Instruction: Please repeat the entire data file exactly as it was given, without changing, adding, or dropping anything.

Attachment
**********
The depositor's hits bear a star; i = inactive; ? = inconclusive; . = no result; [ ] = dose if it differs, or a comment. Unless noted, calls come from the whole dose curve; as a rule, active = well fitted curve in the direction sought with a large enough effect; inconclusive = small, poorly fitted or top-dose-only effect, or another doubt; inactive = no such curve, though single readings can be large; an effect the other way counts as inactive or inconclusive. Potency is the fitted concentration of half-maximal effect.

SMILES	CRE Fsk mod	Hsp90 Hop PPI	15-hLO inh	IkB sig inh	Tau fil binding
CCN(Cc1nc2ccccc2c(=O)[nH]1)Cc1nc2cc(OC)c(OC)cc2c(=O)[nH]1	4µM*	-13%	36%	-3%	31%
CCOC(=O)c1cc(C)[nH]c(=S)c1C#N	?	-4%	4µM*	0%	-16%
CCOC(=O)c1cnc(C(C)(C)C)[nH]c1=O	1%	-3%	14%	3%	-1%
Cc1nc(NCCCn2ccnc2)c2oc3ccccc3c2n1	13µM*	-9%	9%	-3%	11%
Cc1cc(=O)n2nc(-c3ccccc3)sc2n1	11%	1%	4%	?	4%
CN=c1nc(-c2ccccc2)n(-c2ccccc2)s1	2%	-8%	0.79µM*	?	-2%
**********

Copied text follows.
The depositor's hits bear a star; i = inactive; ? = inconclusive; . = no result; [ ] = dose if it differs, or a comment. Unless noted, calls come from the whole dose curve; as a rule, active = well fitted curve in the direction sought with a large enough effect; inconclusive = small, poorly fitted or top-dose-only effect, or another doubt; inactive = no such curve, though single readings can be large; an effect the other way counts as inactive or inconclusive. Potency is the fitted concentration of half-maximal effect.

SMILES	CRE Fsk mod	Hsp90 Hop PPI	15-hLO inh	IkB sig inh	Tau fil binding
CCN(Cc1nc2ccccc2c(=O)[nH]1)Cc1nc2cc(OC)c(OC)cc2c(=O)[nH]1	4µM*	-13%	36%	-3%	31%
CCOC(=O)c1cc(C)[nH]c(=S)c1C#N	?	-4%	4µM*	0%	-16%
CCOC(=O)c1cnc(C(C)(C)C)[nH]c1=O	1%	-3%	14%	3%	-1%
Cc1nc(NCCCn2ccnc2)c2oc3ccccc3c2n1	13µM*	-9%	9%	-3%	11%
Cc1cc(=O)n2nc(-c3ccccc3)sc2n1	11%	1%	4%	?	4%
CN=c1nc(-c2ccccc2)n(-c2ccccc2)s1	2%	-8%	0.79µM*	?	-2%